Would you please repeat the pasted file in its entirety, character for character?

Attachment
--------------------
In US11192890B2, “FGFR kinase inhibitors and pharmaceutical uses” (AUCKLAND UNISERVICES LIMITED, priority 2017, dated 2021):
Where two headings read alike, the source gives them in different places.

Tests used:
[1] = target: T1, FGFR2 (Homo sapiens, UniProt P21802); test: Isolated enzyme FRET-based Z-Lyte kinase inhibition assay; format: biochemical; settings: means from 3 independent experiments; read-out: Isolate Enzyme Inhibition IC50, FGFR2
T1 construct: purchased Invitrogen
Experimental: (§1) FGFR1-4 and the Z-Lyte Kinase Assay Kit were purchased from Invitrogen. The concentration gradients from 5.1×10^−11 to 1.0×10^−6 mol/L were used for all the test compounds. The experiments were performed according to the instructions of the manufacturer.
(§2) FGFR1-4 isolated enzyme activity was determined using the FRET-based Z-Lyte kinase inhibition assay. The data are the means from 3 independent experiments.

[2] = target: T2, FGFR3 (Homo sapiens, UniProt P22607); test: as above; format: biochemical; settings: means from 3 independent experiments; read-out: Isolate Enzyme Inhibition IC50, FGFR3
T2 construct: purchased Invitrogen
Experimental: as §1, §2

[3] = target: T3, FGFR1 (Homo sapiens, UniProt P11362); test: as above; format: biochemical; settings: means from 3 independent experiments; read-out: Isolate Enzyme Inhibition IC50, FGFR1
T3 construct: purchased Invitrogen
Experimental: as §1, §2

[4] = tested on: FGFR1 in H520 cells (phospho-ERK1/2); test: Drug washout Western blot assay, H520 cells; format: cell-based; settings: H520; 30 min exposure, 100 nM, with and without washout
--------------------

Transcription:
In US11192890B2, “FGFR kinase inhibitors and pharmaceutical uses” (AUCKLAND UNISERVICES LIMITED, priority 2017, dated 2021):
Where two headings read alike, the source gives them in different places.

Tests used:
[1] = target: T1, FGFR2 (Homo sapiens, UniProt P21802); test: Isolated enzyme FRET-based Z-Lyte kinase inhibition assay; format: biochemical; settings: means from 3 independent experiments; read-out: Isolate Enzyme Inhibition IC50, FGFR2
T1 construct: purchased Invitrogen
Experimental: (§1) FGFR1-4 and the Z-Lyte Kinase Assay Kit were purchased from Invitrogen. The concentration gradients from 5.1×10^−11 to 1.0×10^−6 mol/L were used for all the test compounds. The experiments were performed according to the instructions of the manufacturer.
(§2) FGFR1-4 isolated enzyme activity was determined using the FRET-based Z-Lyte kinase inhibition assay. The data are the means from 3 independent experiments.

[2] = target: T2, FGFR3 (Homo sapiens, UniProt P22607); test: as above; format: biochemical; settings: means from 3 independent experiments; read-out: Isolate Enzyme Inhibition IC50, FGFR3
T2 construct: purchased Invitrogen
Experimental: as §1, §2

[3] = target: T3, FGFR1 (Homo sapiens, UniProt P11362); test: as above; format: biochemical; settings: means from 3 independent experiments; read-out: Isolate Enzyme Inhibition IC50, FGFR1
T3 construct: purchased Invitrogen
Experimental: as §1, §2

[4] = tested on: FGFR1 in H520 cells (phospho-ERK1/2); test: Drug washout Western blot assay, H520 cells; format: cell-based; settings: H520; 30 min exposure, 100 nM, with and without washout